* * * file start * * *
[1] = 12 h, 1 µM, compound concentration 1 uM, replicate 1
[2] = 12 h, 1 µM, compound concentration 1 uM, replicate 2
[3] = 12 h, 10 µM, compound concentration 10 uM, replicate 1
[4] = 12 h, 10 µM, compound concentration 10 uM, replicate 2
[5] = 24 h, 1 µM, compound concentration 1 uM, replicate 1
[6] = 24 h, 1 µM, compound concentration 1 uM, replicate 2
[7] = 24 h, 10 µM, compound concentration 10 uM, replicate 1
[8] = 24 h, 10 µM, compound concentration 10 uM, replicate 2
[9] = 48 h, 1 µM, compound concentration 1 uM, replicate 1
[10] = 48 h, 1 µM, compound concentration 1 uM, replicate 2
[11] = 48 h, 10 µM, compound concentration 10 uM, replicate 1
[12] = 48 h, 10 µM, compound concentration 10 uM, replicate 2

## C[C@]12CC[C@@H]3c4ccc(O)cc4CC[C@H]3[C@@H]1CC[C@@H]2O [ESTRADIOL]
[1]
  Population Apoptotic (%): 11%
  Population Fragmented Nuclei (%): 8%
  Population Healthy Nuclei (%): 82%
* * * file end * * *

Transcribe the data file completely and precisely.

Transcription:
[1] = 12 h, 1 µM, compound concentration 1 uM, replicate 1
[2] = 12 h, 1 µM, compound concentration 1 uM, replicate 2
[3] = 12 h, 10 µM, compound concentration 10 uM, replicate 1
[4] = 12 h, 10 µM, compound concentration 10 uM, replicate 2
[5] = 24 h, 1 µM, compound concentration 1 uM, replicate 1
[6] = 24 h, 1 µM, compound concentration 1 uM, replicate 2
[7] = 24 h, 10 µM, compound concentration 10 uM, replicate 1
[8] = 24 h, 10 µM, compound concentration 10 uM, replicate 2
[9] = 48 h, 1 µM, compound concentration 1 uM, replicate 1
[10] = 48 h, 1 µM, compound concentration 1 uM, replicate 2
[11] = 48 h, 10 µM, compound concentration 10 uM, replicate 1
[12] = 48 h, 10 µM, compound concentration 10 uM, replicate 2

## C[C@]12CC[C@@H]3c4ccc(O)cc4CC[C@H]3[C@@H]1CC[C@@H]2O [ESTRADIOL]
[1]
  Population Apoptotic (%): 11%
  Population Fragmented Nuclei (%): 8%
  Population Healthy Nuclei (%): 82%